• High level of protection
  • Innovative “collarbone suspension system”
  • Lightest helmet in test
  • Great build quality
  • Very expensive (but still good value for money in our opinion)
  • No obvious spot for mounting your POV camera

Troy Lee Designs D4 Carbon Highlights

  • TeXtreme® Spread Tow carbon fiber shell
  • MIPS 
  • Ventilation channels work in unison with the headliner to promote airflow through the helmet
  • Collarbone suspension system
  • Break-away visor screws
  • In-mold PC around vent openings and exposed EPS increases strength and durability
  • Quick Release XT2 3D cheek pads and X-Static/ XT2 washable liner create an optimized fit
  • Lightweight titanium D-rings and hardware
  • Safety certification: CPSC 1203, EN1078, ASTM F1952 – DH, ASTM 2032 – BMX
  • Weight: 955 grams (size L, verified) / 1026 grams (size M, verified)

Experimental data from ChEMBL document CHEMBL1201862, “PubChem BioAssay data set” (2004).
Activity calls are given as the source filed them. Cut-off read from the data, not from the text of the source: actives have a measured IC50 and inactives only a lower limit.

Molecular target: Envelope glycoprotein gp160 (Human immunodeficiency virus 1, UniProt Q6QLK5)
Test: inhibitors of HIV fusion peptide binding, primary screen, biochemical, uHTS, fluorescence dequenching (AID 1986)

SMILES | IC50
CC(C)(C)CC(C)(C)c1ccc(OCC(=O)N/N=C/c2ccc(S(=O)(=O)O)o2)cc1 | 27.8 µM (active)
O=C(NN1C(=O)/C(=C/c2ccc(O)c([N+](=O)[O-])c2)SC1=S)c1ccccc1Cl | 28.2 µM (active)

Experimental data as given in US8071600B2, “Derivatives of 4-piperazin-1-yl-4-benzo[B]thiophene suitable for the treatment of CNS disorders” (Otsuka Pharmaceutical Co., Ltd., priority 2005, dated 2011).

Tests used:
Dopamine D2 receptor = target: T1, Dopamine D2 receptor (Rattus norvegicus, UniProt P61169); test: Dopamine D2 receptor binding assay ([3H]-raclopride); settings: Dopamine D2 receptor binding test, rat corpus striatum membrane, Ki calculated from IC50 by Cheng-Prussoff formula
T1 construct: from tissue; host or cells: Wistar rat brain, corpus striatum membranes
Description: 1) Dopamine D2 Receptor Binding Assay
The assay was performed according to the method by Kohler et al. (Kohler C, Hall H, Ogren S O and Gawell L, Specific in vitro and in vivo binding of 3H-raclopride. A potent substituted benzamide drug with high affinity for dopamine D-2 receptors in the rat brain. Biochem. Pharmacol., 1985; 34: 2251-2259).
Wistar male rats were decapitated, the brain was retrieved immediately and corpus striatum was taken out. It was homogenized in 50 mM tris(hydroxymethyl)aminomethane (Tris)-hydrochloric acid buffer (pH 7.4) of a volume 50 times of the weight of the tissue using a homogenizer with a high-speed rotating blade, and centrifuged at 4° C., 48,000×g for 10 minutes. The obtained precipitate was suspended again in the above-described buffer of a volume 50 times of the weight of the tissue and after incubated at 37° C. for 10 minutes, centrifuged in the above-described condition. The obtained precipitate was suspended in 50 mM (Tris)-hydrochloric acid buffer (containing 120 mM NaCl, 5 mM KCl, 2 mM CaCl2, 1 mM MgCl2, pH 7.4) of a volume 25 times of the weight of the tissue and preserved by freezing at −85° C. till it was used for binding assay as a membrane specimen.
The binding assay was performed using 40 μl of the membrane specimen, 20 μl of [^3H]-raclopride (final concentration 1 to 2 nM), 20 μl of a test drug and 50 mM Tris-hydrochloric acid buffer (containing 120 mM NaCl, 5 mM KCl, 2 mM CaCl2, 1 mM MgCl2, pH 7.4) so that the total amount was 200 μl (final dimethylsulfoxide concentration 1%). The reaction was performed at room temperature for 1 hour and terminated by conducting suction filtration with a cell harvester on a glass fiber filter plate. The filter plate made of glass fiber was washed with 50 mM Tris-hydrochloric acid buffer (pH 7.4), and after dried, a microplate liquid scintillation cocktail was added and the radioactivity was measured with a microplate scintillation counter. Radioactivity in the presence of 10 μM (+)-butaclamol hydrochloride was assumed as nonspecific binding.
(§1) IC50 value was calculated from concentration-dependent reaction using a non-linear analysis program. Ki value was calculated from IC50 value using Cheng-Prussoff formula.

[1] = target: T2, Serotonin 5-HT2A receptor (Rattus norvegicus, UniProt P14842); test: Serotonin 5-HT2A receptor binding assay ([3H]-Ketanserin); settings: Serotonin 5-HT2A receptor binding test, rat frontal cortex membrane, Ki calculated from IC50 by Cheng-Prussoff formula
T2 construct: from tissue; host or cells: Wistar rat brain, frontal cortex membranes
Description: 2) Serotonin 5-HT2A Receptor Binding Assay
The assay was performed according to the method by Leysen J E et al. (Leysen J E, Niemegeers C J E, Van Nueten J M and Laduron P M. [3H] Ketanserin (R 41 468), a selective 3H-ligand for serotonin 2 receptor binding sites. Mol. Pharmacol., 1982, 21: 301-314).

• In the box: helmet, helmet bag
  • MSRP: $575 USD

Shop the Troy Lee Designs D4 Carbon at Competitive Cyclist

When a product has been loved and appreciated for 10 years, it’s no easy task coming up with a new version, but Troy Lee Designs took everything that was good about the venerable D3 and made it better with the all-new D4. Stronger, lighter, more breathable and with innovative safety features, the D4 looks a lot like its predecessor but it is in fact a ground-up redesign. Starting with the outer shell, it’s made out of “TeXtreme”, a particular type of carbon fiber manufacturing technique that yields a very light yet very strong product. Our size L sample weighed in at 955 grams, the lightest of all the helmets tested here.